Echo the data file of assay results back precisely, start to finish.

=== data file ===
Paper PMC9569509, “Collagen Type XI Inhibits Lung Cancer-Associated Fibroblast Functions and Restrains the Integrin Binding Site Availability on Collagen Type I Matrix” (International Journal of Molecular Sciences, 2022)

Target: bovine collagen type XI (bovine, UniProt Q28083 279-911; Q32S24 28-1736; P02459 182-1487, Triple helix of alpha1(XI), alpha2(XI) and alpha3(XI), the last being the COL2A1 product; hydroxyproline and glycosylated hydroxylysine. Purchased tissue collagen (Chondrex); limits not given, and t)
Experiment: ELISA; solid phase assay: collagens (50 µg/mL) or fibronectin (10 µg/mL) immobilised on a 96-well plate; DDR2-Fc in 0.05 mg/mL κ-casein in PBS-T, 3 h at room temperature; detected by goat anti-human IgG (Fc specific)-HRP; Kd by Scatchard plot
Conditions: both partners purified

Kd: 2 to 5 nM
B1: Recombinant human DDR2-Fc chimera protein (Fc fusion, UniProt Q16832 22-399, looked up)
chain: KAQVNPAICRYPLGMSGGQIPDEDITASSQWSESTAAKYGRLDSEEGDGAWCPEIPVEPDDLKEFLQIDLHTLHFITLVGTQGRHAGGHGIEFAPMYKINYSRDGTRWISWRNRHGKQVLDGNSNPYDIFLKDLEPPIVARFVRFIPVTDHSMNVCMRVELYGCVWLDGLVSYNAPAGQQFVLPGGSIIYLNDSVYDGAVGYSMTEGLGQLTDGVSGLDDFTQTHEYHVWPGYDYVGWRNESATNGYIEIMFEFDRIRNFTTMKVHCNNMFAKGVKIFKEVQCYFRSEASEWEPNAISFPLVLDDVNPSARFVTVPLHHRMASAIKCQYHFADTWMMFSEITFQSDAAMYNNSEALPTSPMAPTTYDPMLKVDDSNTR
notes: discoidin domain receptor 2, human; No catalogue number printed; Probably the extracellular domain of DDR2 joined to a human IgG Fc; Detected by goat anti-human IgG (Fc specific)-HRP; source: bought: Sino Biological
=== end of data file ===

Paper PMC9569509, “Collagen Type XI Inhibits Lung Cancer-Associated Fibroblast Functions and Restrains the Integrin Binding Site Availability on Collagen Type I Matrix” (International Journal of Molecular Sciences, 2022)

Target: bovine collagen type XI (bovine, UniProt Q28083 279-911; Q32S24 28-1736; P02459 182-1487, Triple helix of alpha1(XI), alpha2(XI) and alpha3(XI), the last being the COL2A1 product; hydroxyproline and glycosylated hydroxylysine. Purchased tissue collagen (Chondrex); limits not given, and t)
Experiment: ELISA; solid phase assay: collagens (50 µg/mL) or fibronectin (10 µg/mL) immobilised on a 96-well plate; DDR2-Fc in 0.05 mg/mL κ-casein in PBS-T, 3 h at room temperature; detected by goat anti-human IgG (Fc specific)-HRP; Kd by Scatchard plot
Conditions: both partners purified

Kd: 2 to 5 nM
B1: Recombinant human DDR2-Fc chimera protein (Fc fusion, UniProt Q16832 22-399, looked up)
chain: KAQVNPAICRYPLGMSGGQIPDEDITASSQWSESTAAKYGRLDSEEGDGAWCPEIPVEPDDLKEFLQIDLHTLHFITLVGTQGRHAGGHGIEFAPMYKINYSRDGTRWISWRNRHGKQVLDGNSNPYDIFLKDLEPPIVARFVRFIPVTDHSMNVCMRVELYGCVWLDGLVSYNAPAGQQFVLPGGSIIYLNDSVYDGAVGYSMTEGLGQLTDGVSGLDDFTQTHEYHVWPGYDYVGWRNESATNGYIEIMFEFDRIRNFTTMKVHCNNMFAKGVKIFKEVQCYFRSEASEWEPNAISFPLVLDDVNPSARFVTVPLHHRMASAIKCQYHFADTWMMFSEITFQSDAAMYNNSEALPTSPMAPTTYDPMLKVDDSNTR
notes: discoidin domain receptor 2, human; No catalogue number printed; Probably the extracellular domain of DDR2 joined to a human IgG Fc; Detected by goat anti-human IgG (Fc specific)-HRP; source: bought: Sino Biological